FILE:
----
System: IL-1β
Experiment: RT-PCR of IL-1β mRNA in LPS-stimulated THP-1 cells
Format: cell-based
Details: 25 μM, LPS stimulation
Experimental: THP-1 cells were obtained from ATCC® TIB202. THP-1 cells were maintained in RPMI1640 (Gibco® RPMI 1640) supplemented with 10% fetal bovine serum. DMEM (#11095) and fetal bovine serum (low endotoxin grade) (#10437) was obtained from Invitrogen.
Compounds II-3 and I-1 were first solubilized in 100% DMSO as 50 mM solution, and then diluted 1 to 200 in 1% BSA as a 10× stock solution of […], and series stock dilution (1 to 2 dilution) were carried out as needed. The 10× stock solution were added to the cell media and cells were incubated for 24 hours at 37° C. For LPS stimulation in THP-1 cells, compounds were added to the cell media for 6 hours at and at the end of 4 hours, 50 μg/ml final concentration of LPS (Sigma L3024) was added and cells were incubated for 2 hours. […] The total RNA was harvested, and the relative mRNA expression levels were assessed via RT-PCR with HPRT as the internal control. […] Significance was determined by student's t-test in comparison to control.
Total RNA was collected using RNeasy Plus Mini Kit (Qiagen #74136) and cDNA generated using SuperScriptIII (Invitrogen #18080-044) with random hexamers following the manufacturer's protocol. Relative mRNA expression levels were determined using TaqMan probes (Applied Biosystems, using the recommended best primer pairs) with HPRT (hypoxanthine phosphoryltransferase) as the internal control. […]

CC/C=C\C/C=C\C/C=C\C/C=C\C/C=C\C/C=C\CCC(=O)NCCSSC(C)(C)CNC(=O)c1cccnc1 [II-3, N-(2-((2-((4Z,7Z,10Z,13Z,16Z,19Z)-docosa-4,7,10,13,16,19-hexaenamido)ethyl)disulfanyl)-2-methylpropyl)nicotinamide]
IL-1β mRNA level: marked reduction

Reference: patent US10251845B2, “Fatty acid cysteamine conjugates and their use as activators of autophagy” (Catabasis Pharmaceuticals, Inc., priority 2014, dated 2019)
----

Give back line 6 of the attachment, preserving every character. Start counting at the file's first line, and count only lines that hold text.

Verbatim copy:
Compounds II-3 and I-1 were first solubilized in 100% DMSO as 50 mM solution, and then diluted 1 to 200 in 1% BSA as a 10× stock solution of […], and series stock dilution (1 to 2 dilution) were carried out as needed. The 10× stock solution were added to the cell media and cells were incubated for 24 hours at 37° C. For LPS stimulation in THP-1 cells, compounds were added to the cell media for 6 hours at and at the end of 4 hours, 50 μg/ml final concentration of LPS (Sigma L3024) was added and cells were incubated for 2 hours. […] The total RNA was harvested, and the relative mRNA expression levels were assessed via RT-PCR with HPRT as the internal control. […] Significance was determined by student's t-test in comparison to control.